Coeliades chalybe chalybe,

Collins, Steve C., 2017, Observations on the biology of Afrotropical Hesperiidae (Lepidoptera). Part 12. New information and corrections, Zootaxa 4312 (3), pp. 471-496: 474-475

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Coeliades chalybe chalybe


Coeliades chalybe chalybe  (Westwood, [1852])

Cock (2010b, Figures 15–17View FIGURE 15View FIGURE 16View FIGURE 17) illustrated final and penultimate instar caterpillars and the pupa of this species from Côte d’Ivoire. Rienk de Jong found a final instar caterpillar ( Figure 2View FIGURE 2) at Ebogo , Cameroon on an unidentified plant about 30cm above the ground on a very shady forest track. Since the caterpillar did not feed before pupating three days later, the leaf in Figure 2View FIGURE 2 may not be the food plant. Figure 2View FIGURE 2 in dorsolateral view shows the lateral markings more clearly than Cock’s (2010b) figure, although otherwise the two caterpillars appear to be more or less identical.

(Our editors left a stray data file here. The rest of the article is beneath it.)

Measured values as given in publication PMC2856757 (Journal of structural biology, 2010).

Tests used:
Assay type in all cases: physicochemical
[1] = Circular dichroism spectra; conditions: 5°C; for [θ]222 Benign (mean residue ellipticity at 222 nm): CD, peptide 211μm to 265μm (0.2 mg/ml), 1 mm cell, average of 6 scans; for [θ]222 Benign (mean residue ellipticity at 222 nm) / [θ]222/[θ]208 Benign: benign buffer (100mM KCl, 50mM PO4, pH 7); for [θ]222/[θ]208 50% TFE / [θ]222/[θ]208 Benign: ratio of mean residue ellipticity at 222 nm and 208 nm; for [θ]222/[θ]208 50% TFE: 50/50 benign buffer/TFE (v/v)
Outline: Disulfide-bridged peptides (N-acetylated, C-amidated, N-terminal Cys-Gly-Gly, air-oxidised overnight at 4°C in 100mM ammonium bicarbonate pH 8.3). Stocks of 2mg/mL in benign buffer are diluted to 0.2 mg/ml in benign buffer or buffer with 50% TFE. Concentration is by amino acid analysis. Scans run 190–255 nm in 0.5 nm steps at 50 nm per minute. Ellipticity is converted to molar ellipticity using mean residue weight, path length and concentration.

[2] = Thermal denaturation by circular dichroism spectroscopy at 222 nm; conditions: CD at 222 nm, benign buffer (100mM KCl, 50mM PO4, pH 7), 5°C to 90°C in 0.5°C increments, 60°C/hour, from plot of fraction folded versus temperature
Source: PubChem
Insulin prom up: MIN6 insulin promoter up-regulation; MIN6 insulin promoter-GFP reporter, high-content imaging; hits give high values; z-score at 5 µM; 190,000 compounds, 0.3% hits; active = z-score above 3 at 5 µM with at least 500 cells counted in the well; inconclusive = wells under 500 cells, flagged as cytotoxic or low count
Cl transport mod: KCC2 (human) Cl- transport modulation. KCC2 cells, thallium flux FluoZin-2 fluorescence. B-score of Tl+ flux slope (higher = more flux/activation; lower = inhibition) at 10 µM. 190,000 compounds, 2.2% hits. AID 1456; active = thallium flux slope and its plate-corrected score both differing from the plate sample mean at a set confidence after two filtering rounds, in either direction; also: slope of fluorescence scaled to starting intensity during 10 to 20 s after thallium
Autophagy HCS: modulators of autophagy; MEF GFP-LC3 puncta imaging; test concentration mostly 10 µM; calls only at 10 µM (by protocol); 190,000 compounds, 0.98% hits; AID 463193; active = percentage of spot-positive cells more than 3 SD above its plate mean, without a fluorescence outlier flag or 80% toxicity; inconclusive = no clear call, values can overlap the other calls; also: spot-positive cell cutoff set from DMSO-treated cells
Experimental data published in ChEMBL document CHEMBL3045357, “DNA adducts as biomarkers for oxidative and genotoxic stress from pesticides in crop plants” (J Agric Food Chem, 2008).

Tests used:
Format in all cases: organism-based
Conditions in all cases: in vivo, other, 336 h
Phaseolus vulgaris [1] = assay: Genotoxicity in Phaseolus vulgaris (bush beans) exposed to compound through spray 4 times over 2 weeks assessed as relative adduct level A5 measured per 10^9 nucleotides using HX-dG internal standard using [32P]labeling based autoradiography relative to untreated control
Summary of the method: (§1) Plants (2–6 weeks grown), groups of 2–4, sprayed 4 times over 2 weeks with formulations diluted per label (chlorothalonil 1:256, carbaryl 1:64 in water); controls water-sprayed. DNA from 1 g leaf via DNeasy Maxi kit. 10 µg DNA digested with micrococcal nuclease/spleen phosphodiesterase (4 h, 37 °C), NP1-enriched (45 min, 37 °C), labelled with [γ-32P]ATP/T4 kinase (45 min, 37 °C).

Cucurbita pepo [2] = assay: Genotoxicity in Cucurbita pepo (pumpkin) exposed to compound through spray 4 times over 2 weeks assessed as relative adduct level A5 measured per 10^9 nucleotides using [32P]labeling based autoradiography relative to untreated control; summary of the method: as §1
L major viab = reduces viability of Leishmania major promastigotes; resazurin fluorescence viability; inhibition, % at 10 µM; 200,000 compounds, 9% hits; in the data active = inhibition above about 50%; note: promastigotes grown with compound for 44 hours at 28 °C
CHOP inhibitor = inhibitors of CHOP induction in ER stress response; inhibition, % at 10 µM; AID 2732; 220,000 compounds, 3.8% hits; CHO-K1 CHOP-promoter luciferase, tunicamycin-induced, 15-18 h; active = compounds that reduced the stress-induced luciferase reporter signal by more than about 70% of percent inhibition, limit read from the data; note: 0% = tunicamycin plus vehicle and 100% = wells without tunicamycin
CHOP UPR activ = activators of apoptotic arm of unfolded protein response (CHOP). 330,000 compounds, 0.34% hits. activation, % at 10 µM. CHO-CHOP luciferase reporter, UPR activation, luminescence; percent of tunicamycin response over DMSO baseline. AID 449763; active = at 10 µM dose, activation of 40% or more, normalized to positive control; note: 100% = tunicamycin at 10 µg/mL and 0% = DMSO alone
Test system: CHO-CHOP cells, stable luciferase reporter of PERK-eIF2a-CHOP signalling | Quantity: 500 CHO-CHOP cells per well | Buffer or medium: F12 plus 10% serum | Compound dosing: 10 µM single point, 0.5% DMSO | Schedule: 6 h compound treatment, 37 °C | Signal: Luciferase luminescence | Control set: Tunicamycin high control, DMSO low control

The caterpillar pupated in a semi-transparent plastic container, and R. de Jong took a sequence of images from the day of pupation until the day before emergence. On the day of pupation (Figure 3.1) the caterpillar colours were retained by the pupa on the abdomen, although the thorax and head were red like the head of the caterpillar. The ventral ground colour is pale orange and the black markings are fixed on the day after pupation (Figure 3.2). The ground colour becomes slightly paler over the next 14 days (Figure 3.3–5). The day before emergence the head, thorax and wings of the pupa are white, but this appears to be due to a white waxy efflorescence on the surface of the pupa (it is abraded between the wings). There is no sign of the brightly coloured body of the adult ( Figure 4View FIGURE 4) as the pupa cuticle is opaque. This sequence of changes is not unusual amongst Hesperiidae  , although the brightly coloured caterpillar markings of the newly formed pupa are especially striking. For those species with a translucent pupa cuticle the changes may be more obvious, especially as the adult colouring becomes visible. Illustrating or describing a pupa based on one occasion can be misleading, when pupae of different ages are compared. We have been aware of this during the course of this sequence of papers, and so have not normally illustrated newly formed pupae or pupae about to emerge, and given the dates of pupation and emergence when recorded.